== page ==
It is very interesting how our minds absorb and process information in such a unique and personal manner. I find even more interesting how we construct a mental design where we fit every bit of information that we receive as if we were organizing the fridge after buying food for a whole week. By doing this we reinforce our views on the world but at the same time we might not be opened to experience reality in its rich multiplicity. Extrapolating this comparison to my experience as an Abreu Fellow in these five weeks of daily seminars, I have to admit that “my fridge is full of a balanced mixture of healthy food but I have not had time” or should I say, “my nature does not have the predisposition to distribute the different food groups to their ‘proper’ compartments.” You might consider this a more or less controlled chaos but I prefer to call it “wholeness.”
The way the Abreu Fellows Program’s curriculum has been layered out enhances my “mental design” in a very positive way. I must admit that my mind has not separated the different information received during these five weeks and I feel I have to put into words some of these experiences as if I were doing inventory of “the food in my fridge.” For this reason I am going to start a mini-series of postings where I will describe a little bit how the program moves from the general to the particular and how strongly I perceive the organicity and interconnection among all the information we receive. I don’t really know if by the end of this mini-series “my fridge will have the different food groups distributed into different compartments or not,” but I know for sure that identifying and isolating “this food according to their nutritional values,” even just for the time I am writing these postings, will help me to integrate them even more cohesively into the ‘wholeness’ of my fridge.
The first two weeks were part of the Introduction Module and we had wonderful speakers on Organizational Values/Strategic Planning as well as on Non-Profit Management among other topics related to Organizational Management. They presented the whole picture of ‘how organizations work’ from the highest levels all the way down to the smallest details. So ‘right off the bat’, the second day of the program, Greg Kandell gave a great lecture on 101 Strategic Planning. Can you imagine ten musicians attending a lecture on how to start a non-profit organization? This might sound boring and non-related to what El Sistema is about but the reality is that it was an experience that opened my mind to realize how vital is to have a successful organization in order to develop and replicate a successful music program such as El Sistema. I would like to highlight several points from Greg’s presentation because I see their parallelisms with El Sistema.
First of all, Greg spoke of “collective will” as one of the key elements to start any organization: you gather people to support a plan. It is true that the more people interested in this plan the more likely to actually happen. But I think that even more important that this is the second part of this “collective will,” which is “having focus on what the plan wants to achieve.” If we compare these points with what Maestro Abreu did more than thirty-five years ago in Caracas (Venezuela) there are not that many differences. He wanted to start a music program for at-risk children and he gathered people to support his plan. The twist of this story is that he expected many more than the eleven musicians that showed up for the first rehearsal. As he tells the story, he thought of two solutions to this problem: quit this idea or multiply the number of people interested. And on that moment he made a promise to these eleven musicians: “to become one of the better orchestras in the world.” In my opinion, this was a leap of faith or what Greg would call it a BHAG: Big Audacious Hairy Goal that helped to focus the objective he wanted to achieve.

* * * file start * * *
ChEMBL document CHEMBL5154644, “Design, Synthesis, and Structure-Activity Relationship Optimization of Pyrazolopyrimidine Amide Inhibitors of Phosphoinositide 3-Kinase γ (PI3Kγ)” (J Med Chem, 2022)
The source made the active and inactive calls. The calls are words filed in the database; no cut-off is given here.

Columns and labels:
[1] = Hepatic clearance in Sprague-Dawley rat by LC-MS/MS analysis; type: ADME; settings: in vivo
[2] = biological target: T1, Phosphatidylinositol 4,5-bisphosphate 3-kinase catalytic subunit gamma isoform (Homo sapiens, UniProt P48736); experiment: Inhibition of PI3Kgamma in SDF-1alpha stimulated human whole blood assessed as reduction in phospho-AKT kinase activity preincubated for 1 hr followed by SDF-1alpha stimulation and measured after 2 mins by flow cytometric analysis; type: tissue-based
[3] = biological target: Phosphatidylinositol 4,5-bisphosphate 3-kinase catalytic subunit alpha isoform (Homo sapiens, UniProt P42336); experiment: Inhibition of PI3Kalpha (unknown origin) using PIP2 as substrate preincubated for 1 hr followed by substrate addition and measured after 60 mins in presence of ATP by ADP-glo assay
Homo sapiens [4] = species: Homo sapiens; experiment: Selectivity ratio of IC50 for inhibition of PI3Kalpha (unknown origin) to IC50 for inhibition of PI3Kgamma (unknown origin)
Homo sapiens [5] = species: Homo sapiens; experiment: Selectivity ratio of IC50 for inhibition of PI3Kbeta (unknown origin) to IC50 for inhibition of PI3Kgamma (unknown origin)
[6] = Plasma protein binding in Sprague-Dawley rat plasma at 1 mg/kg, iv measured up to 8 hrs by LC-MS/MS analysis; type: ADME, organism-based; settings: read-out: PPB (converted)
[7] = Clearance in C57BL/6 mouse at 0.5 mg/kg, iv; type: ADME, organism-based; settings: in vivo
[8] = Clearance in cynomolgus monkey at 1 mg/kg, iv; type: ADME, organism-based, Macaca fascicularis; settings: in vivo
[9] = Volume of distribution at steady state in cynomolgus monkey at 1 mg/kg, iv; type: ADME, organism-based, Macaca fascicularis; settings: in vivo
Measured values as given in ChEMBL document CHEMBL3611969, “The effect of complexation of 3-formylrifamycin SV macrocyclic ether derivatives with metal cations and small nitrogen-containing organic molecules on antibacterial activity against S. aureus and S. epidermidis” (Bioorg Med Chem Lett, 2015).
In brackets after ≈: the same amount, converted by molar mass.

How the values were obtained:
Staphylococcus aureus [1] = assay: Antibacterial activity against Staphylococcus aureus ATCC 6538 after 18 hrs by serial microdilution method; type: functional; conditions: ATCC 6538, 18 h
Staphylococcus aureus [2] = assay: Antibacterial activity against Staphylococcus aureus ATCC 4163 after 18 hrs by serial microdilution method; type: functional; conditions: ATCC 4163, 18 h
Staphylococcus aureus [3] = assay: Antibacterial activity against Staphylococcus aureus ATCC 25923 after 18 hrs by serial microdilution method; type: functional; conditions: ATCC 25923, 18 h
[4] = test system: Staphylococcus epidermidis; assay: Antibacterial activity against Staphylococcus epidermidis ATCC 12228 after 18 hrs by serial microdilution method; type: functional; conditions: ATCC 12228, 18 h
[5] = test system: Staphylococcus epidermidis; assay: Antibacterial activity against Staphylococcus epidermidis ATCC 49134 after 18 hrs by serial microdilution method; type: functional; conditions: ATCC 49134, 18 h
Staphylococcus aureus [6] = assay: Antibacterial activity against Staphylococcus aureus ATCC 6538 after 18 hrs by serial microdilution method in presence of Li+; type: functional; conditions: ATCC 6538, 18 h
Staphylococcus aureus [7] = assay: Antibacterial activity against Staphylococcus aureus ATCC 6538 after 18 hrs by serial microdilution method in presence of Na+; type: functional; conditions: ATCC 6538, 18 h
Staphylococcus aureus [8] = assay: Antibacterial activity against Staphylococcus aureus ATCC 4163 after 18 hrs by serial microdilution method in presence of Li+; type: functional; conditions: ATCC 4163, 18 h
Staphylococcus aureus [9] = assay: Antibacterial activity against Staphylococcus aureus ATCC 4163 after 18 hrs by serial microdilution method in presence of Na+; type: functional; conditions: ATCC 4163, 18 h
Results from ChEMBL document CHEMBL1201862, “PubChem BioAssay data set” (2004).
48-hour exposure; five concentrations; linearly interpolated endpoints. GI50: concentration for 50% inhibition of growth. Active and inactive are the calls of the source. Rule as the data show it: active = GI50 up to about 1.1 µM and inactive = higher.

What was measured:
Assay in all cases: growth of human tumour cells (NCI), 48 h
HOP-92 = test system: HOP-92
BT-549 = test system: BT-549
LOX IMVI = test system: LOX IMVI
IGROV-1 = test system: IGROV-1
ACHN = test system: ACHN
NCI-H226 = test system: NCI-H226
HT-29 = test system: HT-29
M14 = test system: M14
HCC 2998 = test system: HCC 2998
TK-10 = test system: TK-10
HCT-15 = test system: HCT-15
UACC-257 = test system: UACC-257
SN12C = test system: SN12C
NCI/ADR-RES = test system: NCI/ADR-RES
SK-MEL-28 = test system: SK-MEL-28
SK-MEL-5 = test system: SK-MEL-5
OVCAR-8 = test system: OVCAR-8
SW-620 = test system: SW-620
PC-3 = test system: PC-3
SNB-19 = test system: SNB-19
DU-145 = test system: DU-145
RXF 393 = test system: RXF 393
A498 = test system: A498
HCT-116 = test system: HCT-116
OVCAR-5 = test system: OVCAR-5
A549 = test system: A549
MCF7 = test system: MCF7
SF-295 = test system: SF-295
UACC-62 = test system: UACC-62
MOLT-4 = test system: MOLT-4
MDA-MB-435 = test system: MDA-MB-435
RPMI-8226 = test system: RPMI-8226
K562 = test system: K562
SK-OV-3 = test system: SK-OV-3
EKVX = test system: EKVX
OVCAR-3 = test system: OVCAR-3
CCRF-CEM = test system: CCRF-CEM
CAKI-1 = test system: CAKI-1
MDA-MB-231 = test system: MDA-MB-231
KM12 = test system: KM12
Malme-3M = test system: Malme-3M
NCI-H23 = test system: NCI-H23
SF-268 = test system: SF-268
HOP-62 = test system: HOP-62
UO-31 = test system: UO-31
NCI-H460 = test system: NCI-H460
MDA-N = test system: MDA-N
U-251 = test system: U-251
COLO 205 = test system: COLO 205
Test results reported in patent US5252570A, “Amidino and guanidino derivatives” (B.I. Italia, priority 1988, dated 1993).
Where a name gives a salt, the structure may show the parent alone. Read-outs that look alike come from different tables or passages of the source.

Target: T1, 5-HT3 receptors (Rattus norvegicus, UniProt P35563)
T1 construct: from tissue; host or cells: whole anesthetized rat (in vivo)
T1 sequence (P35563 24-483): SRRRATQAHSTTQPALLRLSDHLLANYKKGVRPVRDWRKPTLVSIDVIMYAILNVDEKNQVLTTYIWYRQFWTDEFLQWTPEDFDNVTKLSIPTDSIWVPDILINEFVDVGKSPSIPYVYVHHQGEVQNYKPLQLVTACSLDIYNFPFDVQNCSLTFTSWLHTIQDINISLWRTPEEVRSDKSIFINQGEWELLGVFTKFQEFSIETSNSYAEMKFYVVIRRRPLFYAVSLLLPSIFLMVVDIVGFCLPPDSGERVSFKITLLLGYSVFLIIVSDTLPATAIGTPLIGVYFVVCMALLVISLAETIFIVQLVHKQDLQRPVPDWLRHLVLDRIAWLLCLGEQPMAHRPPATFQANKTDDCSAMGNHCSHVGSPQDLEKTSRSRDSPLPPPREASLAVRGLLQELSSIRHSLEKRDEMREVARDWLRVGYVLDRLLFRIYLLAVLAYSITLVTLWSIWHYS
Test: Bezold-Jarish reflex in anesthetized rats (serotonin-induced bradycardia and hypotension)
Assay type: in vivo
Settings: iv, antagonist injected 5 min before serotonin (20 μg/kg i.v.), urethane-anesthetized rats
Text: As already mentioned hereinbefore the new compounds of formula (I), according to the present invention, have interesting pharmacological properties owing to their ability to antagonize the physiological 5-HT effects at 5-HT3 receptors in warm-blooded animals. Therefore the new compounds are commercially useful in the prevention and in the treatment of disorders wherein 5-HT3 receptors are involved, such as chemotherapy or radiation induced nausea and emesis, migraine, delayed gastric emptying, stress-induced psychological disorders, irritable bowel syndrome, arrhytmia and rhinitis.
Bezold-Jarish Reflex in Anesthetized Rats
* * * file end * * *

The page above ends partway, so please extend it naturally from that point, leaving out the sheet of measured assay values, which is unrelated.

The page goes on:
Several factors helped him to achieve this objective more than thirty years later (when the Simón Bolivar Youth Orchestra was considered among the first top-five orchestras of the world) but I would like to concentrate on an aspect that appeared on Greg’s presentation: alignment. Aligning the people who share your passion about this objective is extremely important in order to achieve your vision. And in this respect, Maestro Abreu had the right people who shared his passion for his BHAG: “becoming one of the better orchestras in the world.” In one of the documentaries about El Sistema there is an interview with the eleven musicians that started El Sistema. By the way they explain their first experiences shows that although they might have not known exactly where they were doing it seems quite clear that this big-audacious-hairy-goal was “an excuse” to provide a social program for at-risk children whose primary objective is the personal and social development through orchestra and choir ensembles. Their faces shine when they recall how it all started and what it has become in these thirty-five years.
After sharing this entry with you I hope at least only one thing is clear: in order to achieve your El Sistema-inspired BHAG find the people who passionately believe in your idea and align them to achieve it!